Volume 2: October 2014

VOL. 2, ISSUE #2: ‘Revere Them Those Men’ Tells It All

Educational, touchy and eye-opening this new play by playwright Hafeni Muzanima is humble activism. Revere Them Those Men is a story of four men who have to limit their true selves within four walls. Hoping to lead normal lives, find love, be happy and free they are left to live in dark corners because of their fear. The story profiles the life of a soccer star Tongo (Grant Edem), his secret lover Hanz Simasiku (Simone Johhanes) and another couple Jefta (Unati Hans), an ambitious dreamer, and his lover Pandu (Adriano Visagie) not forgetting the transgender tabloid editor Divine Edison (Girly Jazama).

Tongo, a well-known soccer player, harbours fears of being described as gay but falls in love with flamboyant fashion designer Hanz. In the heat of the moment Hanz discuss their sex life to his tabloid editor, Divine Edison, who ends up being an agent of change by ‘outing’ the socially revered men. Meanwhile, Pandu, a lawyer, has to deal with Jeff, his partner of seven years who wants to get married. While comparing the romantic with the realistic, Jeff and Pandu execute passionate verbal blows about activism, shame and the idea that it’s not gay men failing the economy or committing passion crimes.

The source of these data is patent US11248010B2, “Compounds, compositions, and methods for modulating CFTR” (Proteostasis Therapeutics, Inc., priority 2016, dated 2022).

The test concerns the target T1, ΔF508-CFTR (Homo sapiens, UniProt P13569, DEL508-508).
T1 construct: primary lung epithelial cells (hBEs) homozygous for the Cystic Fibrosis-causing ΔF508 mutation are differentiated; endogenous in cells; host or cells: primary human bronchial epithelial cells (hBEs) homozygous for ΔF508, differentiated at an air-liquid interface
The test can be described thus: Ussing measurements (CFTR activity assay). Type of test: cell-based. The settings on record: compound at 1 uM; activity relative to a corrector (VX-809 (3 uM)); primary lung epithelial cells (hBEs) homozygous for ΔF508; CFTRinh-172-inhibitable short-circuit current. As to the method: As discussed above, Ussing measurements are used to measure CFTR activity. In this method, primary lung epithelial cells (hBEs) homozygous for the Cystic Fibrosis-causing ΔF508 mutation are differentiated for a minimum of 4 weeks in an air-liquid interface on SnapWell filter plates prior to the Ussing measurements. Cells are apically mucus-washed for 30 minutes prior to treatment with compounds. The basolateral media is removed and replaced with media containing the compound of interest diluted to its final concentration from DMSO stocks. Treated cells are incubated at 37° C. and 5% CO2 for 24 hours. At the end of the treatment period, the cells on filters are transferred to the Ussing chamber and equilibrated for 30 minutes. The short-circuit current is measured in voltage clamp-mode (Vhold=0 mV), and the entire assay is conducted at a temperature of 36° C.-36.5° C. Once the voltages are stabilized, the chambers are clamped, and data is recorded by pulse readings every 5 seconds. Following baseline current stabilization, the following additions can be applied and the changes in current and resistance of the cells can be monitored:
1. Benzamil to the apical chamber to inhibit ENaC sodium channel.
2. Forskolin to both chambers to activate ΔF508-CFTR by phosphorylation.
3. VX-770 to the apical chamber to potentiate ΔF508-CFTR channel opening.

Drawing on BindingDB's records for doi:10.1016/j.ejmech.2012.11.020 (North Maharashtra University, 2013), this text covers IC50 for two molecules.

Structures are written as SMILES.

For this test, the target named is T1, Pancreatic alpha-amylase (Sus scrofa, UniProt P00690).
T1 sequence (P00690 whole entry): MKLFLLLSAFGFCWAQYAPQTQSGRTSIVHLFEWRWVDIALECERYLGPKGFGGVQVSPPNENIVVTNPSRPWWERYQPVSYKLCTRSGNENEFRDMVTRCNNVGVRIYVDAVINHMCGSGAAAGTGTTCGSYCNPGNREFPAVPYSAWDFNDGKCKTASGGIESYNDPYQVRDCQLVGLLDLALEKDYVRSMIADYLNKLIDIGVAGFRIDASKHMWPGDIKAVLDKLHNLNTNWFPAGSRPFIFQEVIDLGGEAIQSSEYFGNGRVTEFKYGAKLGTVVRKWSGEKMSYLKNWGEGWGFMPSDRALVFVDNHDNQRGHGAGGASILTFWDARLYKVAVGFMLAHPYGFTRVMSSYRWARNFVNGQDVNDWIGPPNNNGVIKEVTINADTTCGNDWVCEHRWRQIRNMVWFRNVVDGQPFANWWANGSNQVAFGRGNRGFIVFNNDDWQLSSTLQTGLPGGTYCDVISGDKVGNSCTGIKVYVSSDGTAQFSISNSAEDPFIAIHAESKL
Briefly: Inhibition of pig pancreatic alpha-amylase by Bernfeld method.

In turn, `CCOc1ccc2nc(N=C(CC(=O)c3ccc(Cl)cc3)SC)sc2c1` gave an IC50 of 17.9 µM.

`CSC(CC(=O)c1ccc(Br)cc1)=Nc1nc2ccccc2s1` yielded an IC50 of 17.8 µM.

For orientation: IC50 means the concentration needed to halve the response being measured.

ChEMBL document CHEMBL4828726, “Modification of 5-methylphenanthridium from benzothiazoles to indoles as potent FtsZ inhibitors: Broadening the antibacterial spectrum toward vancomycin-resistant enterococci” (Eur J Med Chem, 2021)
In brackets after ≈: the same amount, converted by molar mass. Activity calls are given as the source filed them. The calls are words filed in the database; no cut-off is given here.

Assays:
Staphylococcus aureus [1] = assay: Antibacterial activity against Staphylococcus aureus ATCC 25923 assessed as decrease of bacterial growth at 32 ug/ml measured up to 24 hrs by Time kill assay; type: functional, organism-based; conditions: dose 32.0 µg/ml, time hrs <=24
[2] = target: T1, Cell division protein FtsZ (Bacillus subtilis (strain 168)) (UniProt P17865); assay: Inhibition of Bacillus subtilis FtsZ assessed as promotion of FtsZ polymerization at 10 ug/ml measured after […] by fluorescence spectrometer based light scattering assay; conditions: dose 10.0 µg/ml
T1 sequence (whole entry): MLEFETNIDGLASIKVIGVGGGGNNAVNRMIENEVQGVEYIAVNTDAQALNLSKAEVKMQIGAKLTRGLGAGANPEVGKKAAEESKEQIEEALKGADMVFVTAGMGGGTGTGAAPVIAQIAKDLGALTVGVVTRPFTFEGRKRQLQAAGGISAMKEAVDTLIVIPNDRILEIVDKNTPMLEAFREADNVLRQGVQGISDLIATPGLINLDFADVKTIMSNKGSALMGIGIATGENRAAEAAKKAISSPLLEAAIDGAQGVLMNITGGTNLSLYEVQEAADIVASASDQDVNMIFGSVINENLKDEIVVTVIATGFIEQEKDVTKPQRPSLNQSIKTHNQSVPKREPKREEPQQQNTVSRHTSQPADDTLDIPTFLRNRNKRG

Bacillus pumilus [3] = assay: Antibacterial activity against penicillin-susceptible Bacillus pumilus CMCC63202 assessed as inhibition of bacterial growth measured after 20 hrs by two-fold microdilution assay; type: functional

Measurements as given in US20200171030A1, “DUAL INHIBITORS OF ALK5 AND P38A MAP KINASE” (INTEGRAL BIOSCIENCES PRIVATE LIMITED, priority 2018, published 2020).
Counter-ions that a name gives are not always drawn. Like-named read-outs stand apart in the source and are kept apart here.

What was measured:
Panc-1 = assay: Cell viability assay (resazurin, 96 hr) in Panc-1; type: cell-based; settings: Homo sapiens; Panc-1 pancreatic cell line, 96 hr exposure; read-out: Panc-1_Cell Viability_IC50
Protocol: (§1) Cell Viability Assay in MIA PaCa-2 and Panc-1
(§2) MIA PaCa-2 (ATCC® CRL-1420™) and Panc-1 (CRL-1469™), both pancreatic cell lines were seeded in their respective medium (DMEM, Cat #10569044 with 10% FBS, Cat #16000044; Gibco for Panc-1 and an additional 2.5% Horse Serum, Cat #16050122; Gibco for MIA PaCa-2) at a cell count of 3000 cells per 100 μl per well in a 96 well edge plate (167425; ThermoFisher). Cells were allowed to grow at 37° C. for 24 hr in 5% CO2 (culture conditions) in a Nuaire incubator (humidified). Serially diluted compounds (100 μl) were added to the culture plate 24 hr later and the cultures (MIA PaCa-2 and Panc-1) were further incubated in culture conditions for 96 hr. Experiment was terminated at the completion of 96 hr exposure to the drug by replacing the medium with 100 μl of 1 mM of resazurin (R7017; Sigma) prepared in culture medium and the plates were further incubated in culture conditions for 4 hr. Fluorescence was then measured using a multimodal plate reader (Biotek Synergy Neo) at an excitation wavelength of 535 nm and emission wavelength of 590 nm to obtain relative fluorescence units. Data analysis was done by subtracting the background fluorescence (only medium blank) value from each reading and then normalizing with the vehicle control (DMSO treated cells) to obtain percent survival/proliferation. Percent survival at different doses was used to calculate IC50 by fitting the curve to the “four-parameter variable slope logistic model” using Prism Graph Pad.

Revere Them Those Men was a very humorous, disturbing, poetic and passionate play. Playwright and director Hafeni Muzanima wanted to offer the idea of a bright future, where hardship faced by homosexual people could be overcome. This idea is contrasted with the desperation one can feel in a society that never seems to see beyond the heavily made-up, flamboyant characterizations of gay people. For the actors this was a challenging experience for they were the ambassadors, giving their best in a play that captures the local gay experience in a way that is both brave and difficult.

The 22 year old director Muzanima’s explained his ability with paper, pen and poetics, saying that he looks up to gay activists such as Marlon Riggs and Essex Hempill, who also wrote gay plays in the 90’s.There seems to be no stopping this young, bubbly and very courageous director, who says the theater industry is his for the taking. Muzanima believes the theater is quite a powerful tool that can be used when facing social problems. He mentioned that he is busy with another production and he says he sees great things ahead.

Written by Bobby Kaanjosa

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